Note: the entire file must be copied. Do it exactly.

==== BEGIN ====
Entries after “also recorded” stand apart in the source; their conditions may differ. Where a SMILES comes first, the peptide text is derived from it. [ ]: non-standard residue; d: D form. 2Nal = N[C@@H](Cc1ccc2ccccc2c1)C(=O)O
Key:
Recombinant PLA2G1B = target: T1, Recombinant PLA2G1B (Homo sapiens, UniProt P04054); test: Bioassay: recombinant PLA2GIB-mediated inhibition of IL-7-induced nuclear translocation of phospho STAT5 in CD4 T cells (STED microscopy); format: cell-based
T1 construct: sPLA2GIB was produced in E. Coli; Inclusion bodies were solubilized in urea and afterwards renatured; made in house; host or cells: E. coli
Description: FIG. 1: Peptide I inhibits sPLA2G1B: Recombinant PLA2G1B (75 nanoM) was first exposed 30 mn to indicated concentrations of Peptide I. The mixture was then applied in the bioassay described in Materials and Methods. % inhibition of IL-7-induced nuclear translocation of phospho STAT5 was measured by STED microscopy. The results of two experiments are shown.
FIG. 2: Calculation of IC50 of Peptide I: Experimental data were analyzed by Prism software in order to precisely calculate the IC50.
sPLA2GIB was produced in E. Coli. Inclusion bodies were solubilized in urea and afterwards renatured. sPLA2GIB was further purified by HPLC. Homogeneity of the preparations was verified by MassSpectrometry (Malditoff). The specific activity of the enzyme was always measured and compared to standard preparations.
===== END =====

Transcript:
Entries after “also recorded” stand apart in the source; their conditions may differ. Where a SMILES comes first, the peptide text is derived from it. [ ]: non-standard residue; d: D form. 2Nal = N[C@@H](Cc1ccc2ccccc2c1)C(=O)O
Key:
Recombinant PLA2G1B = target: T1, Recombinant PLA2G1B (Homo sapiens, UniProt P04054); test: Bioassay: recombinant PLA2GIB-mediated inhibition of IL-7-induced nuclear translocation of phospho STAT5 in CD4 T cells (STED microscopy); format: cell-based
T1 construct: sPLA2GIB was produced in E. Coli; Inclusion bodies were solubilized in urea and afterwards renatured; made in house; host or cells: E. coli
Description: FIG. 1: Peptide I inhibits sPLA2G1B: Recombinant PLA2G1B (75 nanoM) was first exposed 30 mn to indicated concentrations of Peptide I. The mixture was then applied in the bioassay described in Materials and Methods. % inhibition of IL-7-induced nuclear translocation of phospho STAT5 was measured by STED microscopy. The results of two experiments are shown.
FIG. 2: Calculation of IC50 of Peptide I: Experimental data were analyzed by Prism software in order to precisely calculate the IC50.
sPLA2GIB was produced in E. Coli. Inclusion bodies were solubilized in urea and afterwards renatured. sPLA2GIB was further purified by HPLC. Homogeneity of the preparations was verified by MassSpectrometry (Malditoff). The specific activity of the enzyme was always measured and compared to standard preparations.